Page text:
On Social Emergency and Fraud
France’s major conservative daily Le Figaro also commented the social financial crisis overwhelming Colombian citizens since pyramid schemes, where hundreds of thousands had invested their money, collapsed during the last weeks.
A NEW SOCIAL CHALLENGE — Journalist Lamia Oualalou has written a report called “A Gigantic Fraud Ruins Millions of Colombians”, published last Friday (Nov. 21st) in the French newspaper Le Figaro. In it, Ms. Oualalou tells the story of the pyramid “cynically called” Dinero Rápido, Fácil y Efectivo (Money, Easy, Fast, and Cash; D.R.F.E.).
According to Le Figaro’s reporter, a sign recently hanging at the door of one of D.R.F.E.’s offices in Colombia, read: “Because you are stupid and believed in magic, you will now have to work very much to recover your money”. In this way, the company was mocking the victims of one of the major frauds in the country’s history, so Ms. Oualalou. For her, Colombia’s challenge is now “social”, for between two and three million people, belonging to the working class in the most part, have lost everything.
The dark side of Facebook
He is certainly not the first victim of violence through Facebook, but the Italian journalist Simone Bruno, Colombia correspondent of Peace Reporters, is indeed the first European to publicly denounce death threats made against him through the world-famous network. This week, he was interviewed in the Italian website Agora Vox.
VIOLENCE, EVEN IN THE WEB — The cable sent by the Italian free-journalist alliance Peace Reporters travelled all around Europe: it condemned the death threats received at Facebook by its Colombia correspondent Simone Bruno. In an interview published in the web this Wednesday (Nov. 26th), Mr. Bruno declared having been intimidated after witnessing the violence of policemen against indigenous protesters in La María-Piendamó, in Cauca, a western region of the country.
Mr. Bruno stated that the Facebook-user by the name of Sol Dussant wrote to him the following message: “shitty communist, you are messing with people who say you, very courageously, throwing stones and attacking state-agents at La María. If you want to play the martyr, it will be our pleasure to make your wish come true. Pray for yourself, asshole.”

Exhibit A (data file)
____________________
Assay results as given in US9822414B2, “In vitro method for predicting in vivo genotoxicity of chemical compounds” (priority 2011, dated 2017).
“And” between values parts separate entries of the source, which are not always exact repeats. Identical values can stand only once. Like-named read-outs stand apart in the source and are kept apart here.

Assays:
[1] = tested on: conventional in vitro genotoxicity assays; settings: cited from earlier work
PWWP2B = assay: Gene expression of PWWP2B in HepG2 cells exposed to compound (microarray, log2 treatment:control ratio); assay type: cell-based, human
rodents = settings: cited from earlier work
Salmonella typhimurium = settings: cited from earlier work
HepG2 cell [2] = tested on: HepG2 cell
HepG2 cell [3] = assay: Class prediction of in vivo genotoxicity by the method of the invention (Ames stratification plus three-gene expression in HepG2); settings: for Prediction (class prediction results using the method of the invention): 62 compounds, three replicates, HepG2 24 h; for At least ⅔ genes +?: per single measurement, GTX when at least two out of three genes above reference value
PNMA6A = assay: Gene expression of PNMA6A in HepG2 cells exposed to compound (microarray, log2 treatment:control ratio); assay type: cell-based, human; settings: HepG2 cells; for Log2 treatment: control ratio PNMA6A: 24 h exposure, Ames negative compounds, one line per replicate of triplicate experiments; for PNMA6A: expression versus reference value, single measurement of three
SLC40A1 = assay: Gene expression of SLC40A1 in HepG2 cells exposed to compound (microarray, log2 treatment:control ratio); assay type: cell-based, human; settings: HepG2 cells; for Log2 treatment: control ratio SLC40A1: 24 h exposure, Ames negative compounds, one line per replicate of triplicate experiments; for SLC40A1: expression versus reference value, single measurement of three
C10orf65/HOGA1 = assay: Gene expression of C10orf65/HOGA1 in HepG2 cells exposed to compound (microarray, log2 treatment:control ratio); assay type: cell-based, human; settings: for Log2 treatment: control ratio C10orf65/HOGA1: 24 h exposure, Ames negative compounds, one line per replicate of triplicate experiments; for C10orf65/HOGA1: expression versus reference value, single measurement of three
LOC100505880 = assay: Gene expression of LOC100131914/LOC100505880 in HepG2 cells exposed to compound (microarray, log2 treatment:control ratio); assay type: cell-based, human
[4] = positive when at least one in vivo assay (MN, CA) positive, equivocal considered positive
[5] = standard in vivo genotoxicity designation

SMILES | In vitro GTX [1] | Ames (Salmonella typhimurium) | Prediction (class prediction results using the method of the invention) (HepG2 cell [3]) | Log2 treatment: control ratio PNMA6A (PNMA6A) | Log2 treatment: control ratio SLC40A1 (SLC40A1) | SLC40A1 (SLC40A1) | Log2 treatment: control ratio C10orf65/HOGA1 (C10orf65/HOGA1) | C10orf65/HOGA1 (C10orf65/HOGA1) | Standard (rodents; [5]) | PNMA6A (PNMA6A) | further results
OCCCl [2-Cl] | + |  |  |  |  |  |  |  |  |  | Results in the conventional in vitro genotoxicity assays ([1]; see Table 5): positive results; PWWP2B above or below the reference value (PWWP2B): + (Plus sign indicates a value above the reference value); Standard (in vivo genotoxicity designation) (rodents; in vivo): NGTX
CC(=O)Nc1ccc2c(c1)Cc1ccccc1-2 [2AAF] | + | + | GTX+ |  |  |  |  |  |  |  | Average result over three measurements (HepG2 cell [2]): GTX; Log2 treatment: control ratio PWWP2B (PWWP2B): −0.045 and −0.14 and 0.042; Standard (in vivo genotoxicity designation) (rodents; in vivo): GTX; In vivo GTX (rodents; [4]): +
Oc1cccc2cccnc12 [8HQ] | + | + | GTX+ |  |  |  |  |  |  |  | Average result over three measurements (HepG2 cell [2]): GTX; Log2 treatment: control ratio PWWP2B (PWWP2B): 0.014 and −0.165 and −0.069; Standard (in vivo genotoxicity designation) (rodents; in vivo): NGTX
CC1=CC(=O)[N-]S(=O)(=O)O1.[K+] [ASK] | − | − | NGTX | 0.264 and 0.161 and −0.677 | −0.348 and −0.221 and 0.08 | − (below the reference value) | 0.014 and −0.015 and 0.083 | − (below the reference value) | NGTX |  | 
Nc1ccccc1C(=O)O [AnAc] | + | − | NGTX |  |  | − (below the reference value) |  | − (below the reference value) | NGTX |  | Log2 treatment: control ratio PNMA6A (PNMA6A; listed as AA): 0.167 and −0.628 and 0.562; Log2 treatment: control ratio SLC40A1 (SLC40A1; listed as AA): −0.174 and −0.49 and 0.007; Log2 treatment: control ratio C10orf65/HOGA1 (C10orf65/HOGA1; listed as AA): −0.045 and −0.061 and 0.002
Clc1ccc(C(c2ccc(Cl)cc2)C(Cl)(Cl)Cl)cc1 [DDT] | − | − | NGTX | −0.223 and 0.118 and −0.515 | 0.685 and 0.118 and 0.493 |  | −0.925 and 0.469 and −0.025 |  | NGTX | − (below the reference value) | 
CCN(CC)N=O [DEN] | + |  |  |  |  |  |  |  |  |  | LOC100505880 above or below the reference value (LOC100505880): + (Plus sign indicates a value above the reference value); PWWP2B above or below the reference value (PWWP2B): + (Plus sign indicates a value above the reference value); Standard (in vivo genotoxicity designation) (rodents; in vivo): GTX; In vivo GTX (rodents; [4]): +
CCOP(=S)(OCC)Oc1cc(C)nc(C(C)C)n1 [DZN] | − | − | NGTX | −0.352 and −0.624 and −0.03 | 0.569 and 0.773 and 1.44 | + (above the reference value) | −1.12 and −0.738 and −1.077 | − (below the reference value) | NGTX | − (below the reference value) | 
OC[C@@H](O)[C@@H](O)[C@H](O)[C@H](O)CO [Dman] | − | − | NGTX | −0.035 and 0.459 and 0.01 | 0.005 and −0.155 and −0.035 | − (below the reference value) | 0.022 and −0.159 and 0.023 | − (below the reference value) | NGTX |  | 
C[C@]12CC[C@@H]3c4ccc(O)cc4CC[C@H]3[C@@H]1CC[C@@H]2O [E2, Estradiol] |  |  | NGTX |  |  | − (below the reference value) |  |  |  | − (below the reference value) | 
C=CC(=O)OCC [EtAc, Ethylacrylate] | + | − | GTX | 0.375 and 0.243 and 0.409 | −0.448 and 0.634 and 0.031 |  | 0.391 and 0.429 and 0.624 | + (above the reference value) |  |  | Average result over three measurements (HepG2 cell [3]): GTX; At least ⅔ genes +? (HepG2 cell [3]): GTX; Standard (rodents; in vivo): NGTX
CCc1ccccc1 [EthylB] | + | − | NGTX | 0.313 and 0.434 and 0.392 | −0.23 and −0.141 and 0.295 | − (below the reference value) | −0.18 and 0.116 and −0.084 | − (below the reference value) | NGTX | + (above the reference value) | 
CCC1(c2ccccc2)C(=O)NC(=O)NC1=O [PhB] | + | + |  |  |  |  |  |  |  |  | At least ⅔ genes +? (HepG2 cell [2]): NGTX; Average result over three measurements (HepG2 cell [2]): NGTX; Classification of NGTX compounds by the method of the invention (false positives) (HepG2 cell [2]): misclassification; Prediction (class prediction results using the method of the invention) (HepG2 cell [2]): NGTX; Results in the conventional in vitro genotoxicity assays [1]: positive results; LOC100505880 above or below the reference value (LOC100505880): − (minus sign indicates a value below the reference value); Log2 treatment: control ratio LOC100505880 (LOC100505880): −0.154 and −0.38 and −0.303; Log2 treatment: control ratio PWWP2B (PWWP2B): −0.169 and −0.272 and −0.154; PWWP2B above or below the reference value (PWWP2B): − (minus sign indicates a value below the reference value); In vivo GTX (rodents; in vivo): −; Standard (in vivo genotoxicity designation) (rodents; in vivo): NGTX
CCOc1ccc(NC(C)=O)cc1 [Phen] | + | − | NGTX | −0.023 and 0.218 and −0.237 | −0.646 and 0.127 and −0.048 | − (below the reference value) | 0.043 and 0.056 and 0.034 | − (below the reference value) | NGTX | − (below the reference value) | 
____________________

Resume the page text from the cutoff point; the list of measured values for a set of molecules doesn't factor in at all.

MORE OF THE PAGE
Juan Valdez goes global
Juan Valdez coffee shops want to enter the ring and battle against coffee-giant Starbucks around the world. The announcement of negotiations for opening a Colombian coffee shop in Sweden, woke the interest of Germany’s Spiegel-Online, Europe’s biggest web-based news-center.
DAVID VERSUS GOLIATH — “It is the fight of small against big.” This way, Tobias Käufer, free-lance journalist and author of Germany’s major online news-service Spiegel-Online, depicts the plan of Gabriel Silva, President of the Colombian Federation of Coffee Producers, to overthrow the coffee-selling giant Starbucks. In an article published on the web last Monday (Nov. 24th), Mr. Käufer, currently in Bogotá, comments on the international expansion of Colombia’s leading coffee shops Juan Valdez, which is taking place now that Starbucks experiences a deep crisis after the global financial break-down.
Mr. Käufer said the increasing consumption of coffee around the world as well as the diversification of demand of coffee-drinkers have given the branch new development possibilities: Up to 15 different specialties of coffee exist in modern coffee shops around the globe. Juan Valdez—currently operating in the United States, Chile, El Salvador, Panamá, Costa Rica, and Mexico—is looking forward to opening shops in Europe, too. After arriving to Spain, new business will be made with investors in Sweden, as Mr. Käufer quotes Catalina Crane, a chief executive of Procafecol.